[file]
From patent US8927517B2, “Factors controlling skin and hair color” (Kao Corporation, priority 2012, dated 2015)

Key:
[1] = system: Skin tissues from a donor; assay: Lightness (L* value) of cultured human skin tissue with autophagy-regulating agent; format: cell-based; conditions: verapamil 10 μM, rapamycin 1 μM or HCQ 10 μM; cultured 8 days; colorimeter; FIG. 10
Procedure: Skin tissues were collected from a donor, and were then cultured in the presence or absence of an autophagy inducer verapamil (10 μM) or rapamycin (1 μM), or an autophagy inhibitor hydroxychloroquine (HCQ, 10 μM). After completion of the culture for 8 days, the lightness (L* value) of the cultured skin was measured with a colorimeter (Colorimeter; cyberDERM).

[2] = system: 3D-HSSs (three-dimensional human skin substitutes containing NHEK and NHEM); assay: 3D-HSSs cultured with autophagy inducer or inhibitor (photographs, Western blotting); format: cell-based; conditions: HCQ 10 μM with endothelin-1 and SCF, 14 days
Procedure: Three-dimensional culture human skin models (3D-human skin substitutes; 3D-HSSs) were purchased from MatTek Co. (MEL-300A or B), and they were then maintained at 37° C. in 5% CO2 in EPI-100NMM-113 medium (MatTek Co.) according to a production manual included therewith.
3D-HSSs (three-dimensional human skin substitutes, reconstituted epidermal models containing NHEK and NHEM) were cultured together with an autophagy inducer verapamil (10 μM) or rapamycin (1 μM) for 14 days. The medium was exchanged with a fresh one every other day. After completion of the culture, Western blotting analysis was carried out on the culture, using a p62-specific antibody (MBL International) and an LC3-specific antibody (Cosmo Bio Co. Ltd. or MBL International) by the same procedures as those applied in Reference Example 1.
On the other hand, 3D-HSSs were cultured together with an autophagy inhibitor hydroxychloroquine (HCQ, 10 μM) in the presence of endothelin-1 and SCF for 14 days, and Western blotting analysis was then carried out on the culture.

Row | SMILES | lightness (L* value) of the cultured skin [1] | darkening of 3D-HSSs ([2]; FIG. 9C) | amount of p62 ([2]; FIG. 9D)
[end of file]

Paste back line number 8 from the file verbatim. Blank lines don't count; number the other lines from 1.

On the other hand, 3D-HSSs were cultured together with an autophagy inhibitor hydroxychloroquine (HCQ, 10 μM) in the presence of endothelin-1 and SCF for 14 days, and Western blotting analysis was then carried out on the culture.